Watch our webinar in collaboration with SIG Design & Technology and Vandersanden, which explores best practice design and innovation for education buildings.
After a period when too many children have been forced to spend too long indoors, it was striking how often the idea of external space came up during the webinar ‘School report: best practice and innovation in designing education buildings’. Other important areas were the students’ sense of identity and engagement with the wider community.
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Refectory at Ibstock Place School, London, designed by Maccreanor Lavington (ph:Jack Hobhouse)
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Claire Barton, a partner at Haverstock, talked about Forest Bridge School in Maidenhead, Berkshire. The two-storey building serves young people with autism and is rooted in applied behavioural analysis (ABA), a type of therapy that aims to improve communication skills.
Speakers from left to right: Stafford Critchlow, Sarah Jefferson, Ian Dryden, Claire Barton, and Tom Waddicor
Barton said that there were several specific concerns. Because of the large age range, it was important to give the students a sense of progression through the school towards adulthood. And, because children with autism can sometimes find life overwhelming, it was essential that there were places to which they could retreat, both indoors and outside. The architect also had to contend with the reduced space standards imposed by Building Bulletin 104. This tends to limit circulation, resulting in double-loaded corridors that enjoy little daylight.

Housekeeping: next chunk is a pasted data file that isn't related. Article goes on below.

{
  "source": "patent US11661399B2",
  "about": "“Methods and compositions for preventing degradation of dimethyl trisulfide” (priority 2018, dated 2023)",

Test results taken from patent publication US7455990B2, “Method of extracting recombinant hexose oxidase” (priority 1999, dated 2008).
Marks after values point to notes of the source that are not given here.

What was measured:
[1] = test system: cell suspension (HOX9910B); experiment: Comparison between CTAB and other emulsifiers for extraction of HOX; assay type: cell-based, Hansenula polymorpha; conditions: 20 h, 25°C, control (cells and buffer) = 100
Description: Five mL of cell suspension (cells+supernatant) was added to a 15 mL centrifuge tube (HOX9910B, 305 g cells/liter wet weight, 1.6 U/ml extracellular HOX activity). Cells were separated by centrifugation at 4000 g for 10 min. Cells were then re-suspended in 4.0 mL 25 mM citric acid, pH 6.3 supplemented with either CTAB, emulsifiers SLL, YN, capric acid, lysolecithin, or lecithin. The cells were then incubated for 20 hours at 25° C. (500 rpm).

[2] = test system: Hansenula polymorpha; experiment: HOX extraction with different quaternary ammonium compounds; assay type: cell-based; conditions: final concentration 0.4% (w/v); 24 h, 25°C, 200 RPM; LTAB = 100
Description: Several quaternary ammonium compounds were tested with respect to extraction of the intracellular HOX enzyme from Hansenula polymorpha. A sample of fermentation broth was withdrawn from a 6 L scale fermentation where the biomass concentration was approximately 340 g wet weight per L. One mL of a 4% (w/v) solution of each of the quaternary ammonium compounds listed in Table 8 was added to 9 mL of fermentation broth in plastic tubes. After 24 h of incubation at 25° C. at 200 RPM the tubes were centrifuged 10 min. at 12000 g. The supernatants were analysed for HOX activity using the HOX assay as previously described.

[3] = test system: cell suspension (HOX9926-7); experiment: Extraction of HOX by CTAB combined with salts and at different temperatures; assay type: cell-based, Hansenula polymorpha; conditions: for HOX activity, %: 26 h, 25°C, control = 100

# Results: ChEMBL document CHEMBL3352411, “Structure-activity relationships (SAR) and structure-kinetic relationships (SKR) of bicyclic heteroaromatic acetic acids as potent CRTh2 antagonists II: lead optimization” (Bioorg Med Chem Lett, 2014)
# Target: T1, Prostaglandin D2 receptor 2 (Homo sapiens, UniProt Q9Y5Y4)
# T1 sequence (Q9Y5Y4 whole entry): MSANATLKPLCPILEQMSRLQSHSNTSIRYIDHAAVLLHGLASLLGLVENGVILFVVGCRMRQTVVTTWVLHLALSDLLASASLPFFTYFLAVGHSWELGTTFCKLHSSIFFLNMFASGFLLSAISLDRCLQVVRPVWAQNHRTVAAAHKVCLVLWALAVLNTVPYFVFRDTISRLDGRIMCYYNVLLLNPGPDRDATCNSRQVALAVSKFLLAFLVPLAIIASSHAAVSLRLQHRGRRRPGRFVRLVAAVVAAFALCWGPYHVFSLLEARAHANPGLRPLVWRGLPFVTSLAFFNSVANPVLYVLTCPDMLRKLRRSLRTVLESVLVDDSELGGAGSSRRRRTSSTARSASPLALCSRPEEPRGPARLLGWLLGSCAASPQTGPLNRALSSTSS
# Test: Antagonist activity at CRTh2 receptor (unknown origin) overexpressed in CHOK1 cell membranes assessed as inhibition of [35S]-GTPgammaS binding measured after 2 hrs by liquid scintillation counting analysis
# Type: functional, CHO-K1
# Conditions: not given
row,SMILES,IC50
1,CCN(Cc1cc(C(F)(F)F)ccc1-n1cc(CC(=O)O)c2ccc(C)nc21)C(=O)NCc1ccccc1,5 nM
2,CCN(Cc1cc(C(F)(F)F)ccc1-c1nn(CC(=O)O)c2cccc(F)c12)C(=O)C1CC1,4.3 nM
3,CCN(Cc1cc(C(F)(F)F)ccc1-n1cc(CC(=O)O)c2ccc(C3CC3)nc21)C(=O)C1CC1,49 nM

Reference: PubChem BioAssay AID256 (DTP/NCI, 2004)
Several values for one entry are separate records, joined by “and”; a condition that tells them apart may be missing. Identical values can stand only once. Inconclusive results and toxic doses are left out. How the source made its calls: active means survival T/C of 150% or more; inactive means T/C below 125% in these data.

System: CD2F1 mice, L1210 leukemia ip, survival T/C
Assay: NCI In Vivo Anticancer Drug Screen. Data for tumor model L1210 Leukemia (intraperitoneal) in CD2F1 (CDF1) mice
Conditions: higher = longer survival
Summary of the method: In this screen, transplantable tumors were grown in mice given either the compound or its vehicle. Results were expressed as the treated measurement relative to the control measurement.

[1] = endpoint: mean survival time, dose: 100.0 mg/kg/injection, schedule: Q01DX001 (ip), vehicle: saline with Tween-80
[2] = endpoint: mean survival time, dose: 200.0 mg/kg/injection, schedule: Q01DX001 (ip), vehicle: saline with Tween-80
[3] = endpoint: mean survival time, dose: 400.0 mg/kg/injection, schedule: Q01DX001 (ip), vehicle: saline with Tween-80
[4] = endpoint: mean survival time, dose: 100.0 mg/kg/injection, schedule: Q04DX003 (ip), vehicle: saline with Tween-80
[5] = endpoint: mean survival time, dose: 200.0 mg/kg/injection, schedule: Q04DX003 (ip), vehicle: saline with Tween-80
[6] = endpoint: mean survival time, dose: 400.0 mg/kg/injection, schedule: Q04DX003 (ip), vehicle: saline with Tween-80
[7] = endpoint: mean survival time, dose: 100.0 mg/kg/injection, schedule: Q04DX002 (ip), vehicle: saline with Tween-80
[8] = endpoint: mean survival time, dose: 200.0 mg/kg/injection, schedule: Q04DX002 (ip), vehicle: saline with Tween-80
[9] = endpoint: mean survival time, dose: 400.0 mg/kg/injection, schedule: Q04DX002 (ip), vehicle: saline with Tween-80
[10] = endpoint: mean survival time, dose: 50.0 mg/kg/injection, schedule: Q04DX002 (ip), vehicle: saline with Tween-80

Haverstock’s Forest Bridge School in Maidenhead, Berkshire
“We wanted to bring in as much daylight as possible,” said Barton. This has been achieved by designing the school around a courtyard, with circulation running along the edge. Secondary facilities occupy pods set in the courtyard opposite the corridor. The courtyard will also be used for outdoor dining and has an amphitheatre for performances. In addition, every classroom has a dedicated external space.
Covered link at Maccreanor Lavington’s Kingsgate School in London (ph: Tim Crocker)
Tom Waddicor, associate at Maccreanor Lavington, talked about two London schools: Kingsgate Infant School, and Ibstock Place School. Commissioned by the London Borough of Camden, Kingsgate Infant School is part of a larger masterplan and, unusually, a completely new building. Waddicor saw the school’s position next to a railway line as an advantage not a drawback, choosing to make the building serve as shield in order to protect the outdoor space.
Maccreanor Lavington’s Ibstock Place School in London (ph: Jack Hobhouse)
The architect was also concerned with identity, which he said, is not just about how the school is seen, but the pupils’ sense of self. This is something the practice addressed in a very different project, a new dining hall serving more than 200 pupils and staff at Ibstock Place School. “The school, which caters for students from nursery to sixth form, already had a strong sense of identity, and we didn’t want to compete”, said Waddicor. He explained that the entire campus is ‘landscape driven’ and that the building’s cloistered layout helps to keep the interior quiet, while also facilitating small, informal interactions.